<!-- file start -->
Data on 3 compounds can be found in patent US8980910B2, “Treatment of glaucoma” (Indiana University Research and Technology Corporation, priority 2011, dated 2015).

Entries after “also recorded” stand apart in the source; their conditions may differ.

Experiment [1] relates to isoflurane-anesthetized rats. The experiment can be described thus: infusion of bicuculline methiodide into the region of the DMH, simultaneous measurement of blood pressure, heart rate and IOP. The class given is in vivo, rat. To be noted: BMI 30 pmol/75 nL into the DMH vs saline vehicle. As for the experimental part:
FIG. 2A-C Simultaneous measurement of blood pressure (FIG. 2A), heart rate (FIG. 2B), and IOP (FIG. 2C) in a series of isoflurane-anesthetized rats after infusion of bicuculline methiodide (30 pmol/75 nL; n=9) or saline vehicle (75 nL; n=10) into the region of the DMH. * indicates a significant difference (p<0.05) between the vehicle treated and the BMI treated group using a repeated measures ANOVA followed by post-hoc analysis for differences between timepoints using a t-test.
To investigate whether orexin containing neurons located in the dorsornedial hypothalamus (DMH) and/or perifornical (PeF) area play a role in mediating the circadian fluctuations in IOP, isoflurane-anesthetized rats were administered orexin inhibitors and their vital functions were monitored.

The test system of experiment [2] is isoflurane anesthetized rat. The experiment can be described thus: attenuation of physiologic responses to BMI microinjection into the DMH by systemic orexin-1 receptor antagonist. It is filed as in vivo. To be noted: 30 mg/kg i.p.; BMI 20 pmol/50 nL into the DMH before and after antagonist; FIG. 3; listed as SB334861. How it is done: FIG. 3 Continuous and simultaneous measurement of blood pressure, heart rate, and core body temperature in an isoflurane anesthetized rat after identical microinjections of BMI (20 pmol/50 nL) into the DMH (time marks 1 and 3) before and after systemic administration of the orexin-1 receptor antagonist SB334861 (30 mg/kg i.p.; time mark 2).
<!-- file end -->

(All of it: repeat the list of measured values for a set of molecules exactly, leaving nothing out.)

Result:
Data on 3 compounds can be found in patent US8980910B2, “Treatment of glaucoma” (Indiana University Research and Technology Corporation, priority 2011, dated 2015).

Entries after “also recorded” stand apart in the source; their conditions may differ.

Experiment [1] relates to isoflurane-anesthetized rats. The experiment can be described thus: infusion of bicuculline methiodide into the region of the DMH, simultaneous measurement of blood pressure, heart rate and IOP. The class given is in vivo, rat. To be noted: BMI 30 pmol/75 nL into the DMH vs saline vehicle. As for the experimental part:
FIG. 2A-C Simultaneous measurement of blood pressure (FIG. 2A), heart rate (FIG. 2B), and IOP (FIG. 2C) in a series of isoflurane-anesthetized rats after infusion of bicuculline methiodide (30 pmol/75 nL; n=9) or saline vehicle (75 nL; n=10) into the region of the DMH. * indicates a significant difference (p<0.05) between the vehicle treated and the BMI treated group using a repeated measures ANOVA followed by post-hoc analysis for differences between timepoints using a t-test.
To investigate whether orexin containing neurons located in the dorsornedial hypothalamus (DMH) and/or perifornical (PeF) area play a role in mediating the circadian fluctuations in IOP, isoflurane-anesthetized rats were administered orexin inhibitors and their vital functions were monitored.

The test system of experiment [2] is isoflurane anesthetized rat. The experiment can be described thus: attenuation of physiologic responses to BMI microinjection into the DMH by systemic orexin-1 receptor antagonist. It is filed as in vivo. To be noted: 30 mg/kg i.p.; BMI 20 pmol/50 nL into the DMH before and after antagonist; FIG. 3; listed as SB334861. How it is done: FIG. 3 Continuous and simultaneous measurement of blood pressure, heart rate, and core body temperature in an isoflurane anesthetized rat after identical microinjections of BMI (20 pmol/50 nL) into the DMH (time marks 1 and 3) before and after systemic administration of the orexin-1 receptor antagonist SB334861 (30 mg/kg i.p.; time mark 2).